Sunday, May 20, 2018
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Pistons lead Magic, but still not content



DETROIT - The Pistons hold a 2-0 series lead over the Orlando Magic, and history says they should go on to win their best-of-seven series. Only 19 teams have come back from an 0-2 hole to advance.

Of course, it was only last year the Pistons lost after staking a 2-0 lead. It happened in the Eastern Conference finals, where the Cleveland Cavaliers won the next four games to advance to the NBA Finals.

That's why the Pistons say they aren't content as they head to Orlando for tonight's Game 3.

"We know that we can play better," shooting guard Richard Hamilton said. "We played a good game in Game 1, but in Game 2 we had some slippage in the third quarter. We feel as though we can improve there. So we'll come out and play a complete game."

In that third quarter Monday, the Magic scored 36 points, shot 65 percent and hit all seven of its three-point attempts. It rallied from a 10-point halftime hole to trail by just two.

There were problems on both ends of the floor. On the defensive side, the Pistons seemed to lose track of the Magic's many 3-point shooters, who spotted up in the corners again and again for clean looks.

"I think . . . we lost some guys in transition," Pistons coach Flip Saunders said. "Rashard Lewis hit a couple of 3s just trailing the play when both of our bigs were on Dwight Howard. So we had some miscommunication. I think once we got in a better lockdown situation we were able to take some of those away."

Excluding the third quarter, the Magic shot 4-for-19 on 3-point attempts. It's not as if the Pistons can't guard those spots.

"We've just got to know where they're at," Hamilton said. "I think we kind of lost focus on taking away corner threes, where they love to shoot them at. We've just got to do a better job of that."

Especially on the road. Saunders said he thinks the Magic will look to get hot from outside early tonight to ignite its home crowd.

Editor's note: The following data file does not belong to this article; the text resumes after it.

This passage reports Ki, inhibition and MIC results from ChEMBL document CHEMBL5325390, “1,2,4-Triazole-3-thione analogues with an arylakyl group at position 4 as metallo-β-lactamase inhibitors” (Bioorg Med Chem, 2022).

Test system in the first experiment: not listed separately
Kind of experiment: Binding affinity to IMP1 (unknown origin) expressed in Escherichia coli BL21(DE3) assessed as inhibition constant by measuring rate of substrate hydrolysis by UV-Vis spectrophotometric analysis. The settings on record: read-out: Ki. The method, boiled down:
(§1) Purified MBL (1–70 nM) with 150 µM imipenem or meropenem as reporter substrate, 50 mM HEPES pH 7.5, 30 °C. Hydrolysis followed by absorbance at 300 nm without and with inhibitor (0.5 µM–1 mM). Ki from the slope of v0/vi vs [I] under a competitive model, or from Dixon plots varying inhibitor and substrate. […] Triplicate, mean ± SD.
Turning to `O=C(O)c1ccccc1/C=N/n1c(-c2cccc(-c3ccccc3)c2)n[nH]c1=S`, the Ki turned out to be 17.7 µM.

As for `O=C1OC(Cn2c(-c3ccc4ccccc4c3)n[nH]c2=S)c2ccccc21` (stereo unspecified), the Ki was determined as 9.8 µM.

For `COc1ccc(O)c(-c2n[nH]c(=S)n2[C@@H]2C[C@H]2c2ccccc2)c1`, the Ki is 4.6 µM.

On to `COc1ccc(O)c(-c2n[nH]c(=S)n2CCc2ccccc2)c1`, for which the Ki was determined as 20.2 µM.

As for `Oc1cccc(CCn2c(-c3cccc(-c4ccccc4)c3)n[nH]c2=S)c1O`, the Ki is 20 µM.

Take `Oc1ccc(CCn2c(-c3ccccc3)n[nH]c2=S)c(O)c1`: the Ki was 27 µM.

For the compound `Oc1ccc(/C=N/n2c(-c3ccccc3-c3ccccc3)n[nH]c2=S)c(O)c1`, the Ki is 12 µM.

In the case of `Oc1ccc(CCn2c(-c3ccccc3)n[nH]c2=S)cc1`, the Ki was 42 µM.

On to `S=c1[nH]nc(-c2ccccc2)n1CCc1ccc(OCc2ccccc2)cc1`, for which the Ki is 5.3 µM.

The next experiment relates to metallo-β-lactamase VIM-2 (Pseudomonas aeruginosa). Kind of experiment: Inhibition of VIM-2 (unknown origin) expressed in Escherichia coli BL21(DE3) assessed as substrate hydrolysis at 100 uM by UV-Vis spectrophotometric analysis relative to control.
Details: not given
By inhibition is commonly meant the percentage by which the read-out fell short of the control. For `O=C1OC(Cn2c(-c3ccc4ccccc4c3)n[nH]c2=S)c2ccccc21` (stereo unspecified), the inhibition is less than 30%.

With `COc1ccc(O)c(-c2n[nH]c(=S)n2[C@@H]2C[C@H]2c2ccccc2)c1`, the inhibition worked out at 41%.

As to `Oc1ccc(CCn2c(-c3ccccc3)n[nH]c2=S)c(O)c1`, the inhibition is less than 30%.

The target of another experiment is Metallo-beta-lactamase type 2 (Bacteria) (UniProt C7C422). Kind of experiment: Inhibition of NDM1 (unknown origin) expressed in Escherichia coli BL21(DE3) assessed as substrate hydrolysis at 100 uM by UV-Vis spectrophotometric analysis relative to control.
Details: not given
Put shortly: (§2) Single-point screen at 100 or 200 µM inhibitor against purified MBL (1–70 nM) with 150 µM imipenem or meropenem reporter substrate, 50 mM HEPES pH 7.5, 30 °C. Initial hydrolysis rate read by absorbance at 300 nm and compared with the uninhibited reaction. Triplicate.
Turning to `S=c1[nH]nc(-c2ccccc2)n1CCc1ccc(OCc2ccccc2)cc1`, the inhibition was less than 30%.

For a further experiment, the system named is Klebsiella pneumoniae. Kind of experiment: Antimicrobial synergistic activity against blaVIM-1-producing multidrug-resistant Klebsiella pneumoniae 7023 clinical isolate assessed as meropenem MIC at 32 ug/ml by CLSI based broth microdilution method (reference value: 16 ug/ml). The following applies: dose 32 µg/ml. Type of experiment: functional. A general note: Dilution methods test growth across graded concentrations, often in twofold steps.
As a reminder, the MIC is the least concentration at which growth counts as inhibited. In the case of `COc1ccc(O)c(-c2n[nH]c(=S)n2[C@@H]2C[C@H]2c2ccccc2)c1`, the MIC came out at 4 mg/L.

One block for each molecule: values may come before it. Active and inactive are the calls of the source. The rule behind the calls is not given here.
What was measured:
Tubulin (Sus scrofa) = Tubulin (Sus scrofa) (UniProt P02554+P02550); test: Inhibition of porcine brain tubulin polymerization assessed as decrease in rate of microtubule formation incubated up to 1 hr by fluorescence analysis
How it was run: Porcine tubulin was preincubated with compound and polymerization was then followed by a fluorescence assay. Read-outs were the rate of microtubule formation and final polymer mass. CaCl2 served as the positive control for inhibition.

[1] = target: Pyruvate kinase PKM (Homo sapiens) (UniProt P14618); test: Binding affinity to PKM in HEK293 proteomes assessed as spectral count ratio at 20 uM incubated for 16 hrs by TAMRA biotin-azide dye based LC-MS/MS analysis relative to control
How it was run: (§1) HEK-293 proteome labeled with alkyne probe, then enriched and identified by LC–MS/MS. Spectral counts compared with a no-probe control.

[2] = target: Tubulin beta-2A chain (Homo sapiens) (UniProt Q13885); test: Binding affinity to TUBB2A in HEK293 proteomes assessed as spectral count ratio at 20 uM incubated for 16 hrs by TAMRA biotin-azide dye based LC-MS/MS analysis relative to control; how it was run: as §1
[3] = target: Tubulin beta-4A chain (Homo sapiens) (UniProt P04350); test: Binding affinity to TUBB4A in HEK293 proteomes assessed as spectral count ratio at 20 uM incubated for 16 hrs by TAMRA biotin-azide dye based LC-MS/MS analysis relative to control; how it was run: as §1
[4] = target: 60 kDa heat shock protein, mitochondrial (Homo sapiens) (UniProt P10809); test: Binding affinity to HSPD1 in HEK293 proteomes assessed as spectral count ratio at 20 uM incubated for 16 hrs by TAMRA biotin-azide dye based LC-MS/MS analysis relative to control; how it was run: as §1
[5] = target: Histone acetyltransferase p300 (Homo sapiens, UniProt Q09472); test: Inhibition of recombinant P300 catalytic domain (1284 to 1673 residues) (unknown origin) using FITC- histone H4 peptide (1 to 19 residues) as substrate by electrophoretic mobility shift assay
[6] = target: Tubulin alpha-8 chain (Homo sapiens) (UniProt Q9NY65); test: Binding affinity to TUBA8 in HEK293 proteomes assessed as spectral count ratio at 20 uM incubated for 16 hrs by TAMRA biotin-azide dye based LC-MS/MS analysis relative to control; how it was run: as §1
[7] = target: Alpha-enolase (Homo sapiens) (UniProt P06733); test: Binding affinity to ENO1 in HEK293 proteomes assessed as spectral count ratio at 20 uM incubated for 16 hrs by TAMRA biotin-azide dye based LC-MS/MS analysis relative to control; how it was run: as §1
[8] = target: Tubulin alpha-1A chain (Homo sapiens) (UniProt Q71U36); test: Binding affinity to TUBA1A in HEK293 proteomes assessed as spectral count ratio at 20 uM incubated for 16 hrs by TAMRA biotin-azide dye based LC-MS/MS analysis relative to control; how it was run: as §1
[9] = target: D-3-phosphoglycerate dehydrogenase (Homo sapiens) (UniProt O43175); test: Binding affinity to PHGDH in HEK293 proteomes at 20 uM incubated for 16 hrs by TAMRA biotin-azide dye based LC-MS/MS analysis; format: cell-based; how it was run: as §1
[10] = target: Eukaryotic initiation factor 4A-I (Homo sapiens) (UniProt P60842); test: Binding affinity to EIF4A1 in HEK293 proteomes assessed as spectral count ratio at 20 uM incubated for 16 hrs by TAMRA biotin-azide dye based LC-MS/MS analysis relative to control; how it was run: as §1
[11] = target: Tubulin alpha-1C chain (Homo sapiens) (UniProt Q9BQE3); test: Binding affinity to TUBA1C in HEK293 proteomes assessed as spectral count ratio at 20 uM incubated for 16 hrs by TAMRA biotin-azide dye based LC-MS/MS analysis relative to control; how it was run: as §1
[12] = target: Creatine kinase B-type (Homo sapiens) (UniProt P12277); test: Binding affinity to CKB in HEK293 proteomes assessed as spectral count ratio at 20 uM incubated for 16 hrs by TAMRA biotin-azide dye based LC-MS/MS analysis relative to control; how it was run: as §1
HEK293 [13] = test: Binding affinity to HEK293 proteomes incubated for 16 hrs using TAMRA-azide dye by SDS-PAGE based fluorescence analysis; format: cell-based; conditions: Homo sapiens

"They're going to try and play a lot off emotion," he said. "Our big thing is to take that emotion out of the game."

At the other end, the Pistons' backcourt, a tandem that excelled down the stretch, played through a bout of bad decisions and missed shots.

The biggest culprit was Hamilton, who went 1-for-6 without an assist in the third quarter. Point guard Chauncey Billups went 4-for-7, but had only one assist. Meanwhile, the starting frontcourt of Tayshaun Prince, Rasheed Wallace and Jason Maxiell went 6-for-6.

"I thought we rushed some things trying to shoot a little too quickly," Saunders said. "We got a little too thirsty trying to score too quickly."

He was speaking mainly of Hamilton, and Hamilton couldn't argue.

Maybe, but Saunders would like to see that excitement extend to the passing game, particularly if it's going to get his big men more involved.

Asked about the need to stop shooting so much and get the big men more involved, Hamilton smiled and said, "That's what we do," meaning he and Billups shoot a lot.

But he also knows getting more balanced scoring will be necessary to take out the opposing crowd in a building that will no doubt be rocking with emotion.

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